Genre/Influences: Abstract, dark-ambient, experimental, soundscape.
Background/Info: Robin Storey will be forever linked to his previous formation Zoviet France although Rapoon for sure gained a similar recognition. Storey has been releasing under the Rapoon moniker since the early 90s and has released an endless discography. “Song From The End Of The World” seems to be the first Rapoon-album from 2016.
Content: Robin Storey has been inspired by ecology and the danger behind the melt of the Arctic ice mass. It’s a dark and apocalyptic theme, which unfortunately might even become reality. The abstract and experimental soundscape created by Rapoon will not become the most efficient ecologic weapon to bring politicians and all humans aware of this danger, but it’s an interesting and important theme. Music also is the ultimate way of expression for an artist like Robin Storey to express his feelings about the subject.
He transposed and eventually exorcised his thoughts throughout a unique ambient sound experience made of mysterious moods, manipulated noises, echoing sound, buzzing sound waves and even a kind of ritual-minded vocal parts. It’s not the typical dark-ambient experience, but an intriguing creation filled with an entire arsenal of noises and sound treatments. Some parts are touching real freaky ground while other passages are more into a kind of sterile reverie even featuring a sad, melodic element.
+ + + : The main strength of the album is the ambient diversity, which is totally different from the usual standards. I like the diversity and the elaboration of the work.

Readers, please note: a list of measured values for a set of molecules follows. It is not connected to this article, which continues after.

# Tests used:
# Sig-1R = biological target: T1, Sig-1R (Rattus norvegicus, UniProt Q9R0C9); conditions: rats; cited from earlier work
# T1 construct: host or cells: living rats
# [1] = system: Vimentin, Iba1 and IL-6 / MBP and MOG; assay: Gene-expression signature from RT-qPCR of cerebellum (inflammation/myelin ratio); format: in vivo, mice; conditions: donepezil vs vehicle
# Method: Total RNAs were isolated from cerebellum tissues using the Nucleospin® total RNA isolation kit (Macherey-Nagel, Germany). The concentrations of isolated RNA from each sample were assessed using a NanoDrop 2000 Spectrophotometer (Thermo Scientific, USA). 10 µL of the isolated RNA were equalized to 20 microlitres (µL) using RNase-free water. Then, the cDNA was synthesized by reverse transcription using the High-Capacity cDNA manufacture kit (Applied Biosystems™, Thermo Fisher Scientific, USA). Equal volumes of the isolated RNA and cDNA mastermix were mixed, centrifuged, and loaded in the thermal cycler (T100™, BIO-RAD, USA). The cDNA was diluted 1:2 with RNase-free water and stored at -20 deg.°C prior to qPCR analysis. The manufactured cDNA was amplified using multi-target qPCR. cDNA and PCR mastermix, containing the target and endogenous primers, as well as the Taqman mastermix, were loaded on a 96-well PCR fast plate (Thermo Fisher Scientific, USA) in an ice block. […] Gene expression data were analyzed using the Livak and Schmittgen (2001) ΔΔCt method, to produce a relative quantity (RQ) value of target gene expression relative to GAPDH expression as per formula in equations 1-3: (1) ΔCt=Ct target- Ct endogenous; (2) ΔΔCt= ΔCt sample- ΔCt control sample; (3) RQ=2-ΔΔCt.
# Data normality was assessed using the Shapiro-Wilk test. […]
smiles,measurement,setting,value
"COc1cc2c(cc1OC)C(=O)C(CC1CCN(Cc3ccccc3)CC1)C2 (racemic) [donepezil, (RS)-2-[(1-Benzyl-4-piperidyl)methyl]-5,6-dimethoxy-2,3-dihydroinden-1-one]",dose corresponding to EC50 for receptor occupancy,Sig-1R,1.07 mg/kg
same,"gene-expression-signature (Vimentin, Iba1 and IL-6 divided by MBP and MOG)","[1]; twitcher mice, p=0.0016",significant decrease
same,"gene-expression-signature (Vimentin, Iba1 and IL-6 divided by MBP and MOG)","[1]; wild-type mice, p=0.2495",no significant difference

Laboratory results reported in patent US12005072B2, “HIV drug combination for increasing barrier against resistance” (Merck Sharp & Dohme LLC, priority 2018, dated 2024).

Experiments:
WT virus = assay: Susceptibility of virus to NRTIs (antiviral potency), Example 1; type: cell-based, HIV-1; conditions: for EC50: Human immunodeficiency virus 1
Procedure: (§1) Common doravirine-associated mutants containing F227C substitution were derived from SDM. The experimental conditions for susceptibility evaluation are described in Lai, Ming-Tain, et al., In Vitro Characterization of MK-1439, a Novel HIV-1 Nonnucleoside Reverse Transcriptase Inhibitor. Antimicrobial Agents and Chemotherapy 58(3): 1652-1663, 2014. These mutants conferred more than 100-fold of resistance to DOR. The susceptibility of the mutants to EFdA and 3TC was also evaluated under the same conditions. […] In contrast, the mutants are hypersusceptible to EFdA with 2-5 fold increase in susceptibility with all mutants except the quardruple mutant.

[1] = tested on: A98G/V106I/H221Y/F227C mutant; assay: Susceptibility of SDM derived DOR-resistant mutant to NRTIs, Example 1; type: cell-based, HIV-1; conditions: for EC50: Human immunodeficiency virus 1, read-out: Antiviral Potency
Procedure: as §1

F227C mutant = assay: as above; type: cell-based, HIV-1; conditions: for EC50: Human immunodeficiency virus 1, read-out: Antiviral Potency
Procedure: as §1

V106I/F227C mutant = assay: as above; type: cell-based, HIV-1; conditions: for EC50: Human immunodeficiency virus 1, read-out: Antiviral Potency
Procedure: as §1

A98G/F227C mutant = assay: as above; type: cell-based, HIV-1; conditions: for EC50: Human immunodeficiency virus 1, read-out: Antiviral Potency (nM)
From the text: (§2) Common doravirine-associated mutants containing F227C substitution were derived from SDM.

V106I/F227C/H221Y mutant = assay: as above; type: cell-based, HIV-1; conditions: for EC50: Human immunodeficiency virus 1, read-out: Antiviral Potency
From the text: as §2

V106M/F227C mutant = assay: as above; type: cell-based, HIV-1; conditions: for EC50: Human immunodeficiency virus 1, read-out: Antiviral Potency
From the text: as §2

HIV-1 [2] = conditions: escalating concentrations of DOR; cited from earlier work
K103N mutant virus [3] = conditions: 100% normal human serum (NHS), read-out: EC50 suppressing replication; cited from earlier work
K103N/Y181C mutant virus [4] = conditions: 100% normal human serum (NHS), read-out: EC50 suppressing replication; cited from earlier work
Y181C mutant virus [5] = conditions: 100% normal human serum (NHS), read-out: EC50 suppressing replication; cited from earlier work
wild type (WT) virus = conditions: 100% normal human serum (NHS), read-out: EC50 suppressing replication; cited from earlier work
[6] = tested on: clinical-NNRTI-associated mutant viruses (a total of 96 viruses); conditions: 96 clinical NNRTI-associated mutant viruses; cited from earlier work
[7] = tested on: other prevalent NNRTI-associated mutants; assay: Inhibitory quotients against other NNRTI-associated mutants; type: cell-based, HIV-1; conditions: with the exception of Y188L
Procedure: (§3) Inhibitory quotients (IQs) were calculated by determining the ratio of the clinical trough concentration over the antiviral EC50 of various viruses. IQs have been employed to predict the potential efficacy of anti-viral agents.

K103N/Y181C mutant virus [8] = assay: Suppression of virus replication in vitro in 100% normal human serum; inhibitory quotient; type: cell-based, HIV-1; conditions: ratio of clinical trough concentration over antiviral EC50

– – – : The somewhat abstract and experimental approach is not always the most accessible element of the album while I can imagine some fans will miss the tribal touch Rapoon has often created.
Conclusion: “Song From The End Of The World” is a kind of imaginary requiem for a day, that will hopefully never come true. It’s a poignant testimony from a brilliant, visionary artist!
Best songs: “A Prophecy Lies Under”, “A Sky Beckons Down”, “The Sky Dances In Green”.
Since you’re here … … we have a small favour to ask. More people are reading Side-Line Magazine than ever but advertising revenues across the media are falling fast. And unlike many news organisations, we haven’t put up a paywall – we want to keep our journalism as open as we can. So you can see why we need to ask for your help. Side-Line’s independent journalism takes a lot of time, money and hard work to produce. But we do it because we want to push the artists we like and who are equally fighting to survive. If everyone who reads our reporting, who likes it, helps fund it, our future would be much more secure. For as little as 2 US$, you can support Side-Line Magazine – and it only takes a minute. Thank you. The donations are safely powered by Paypal.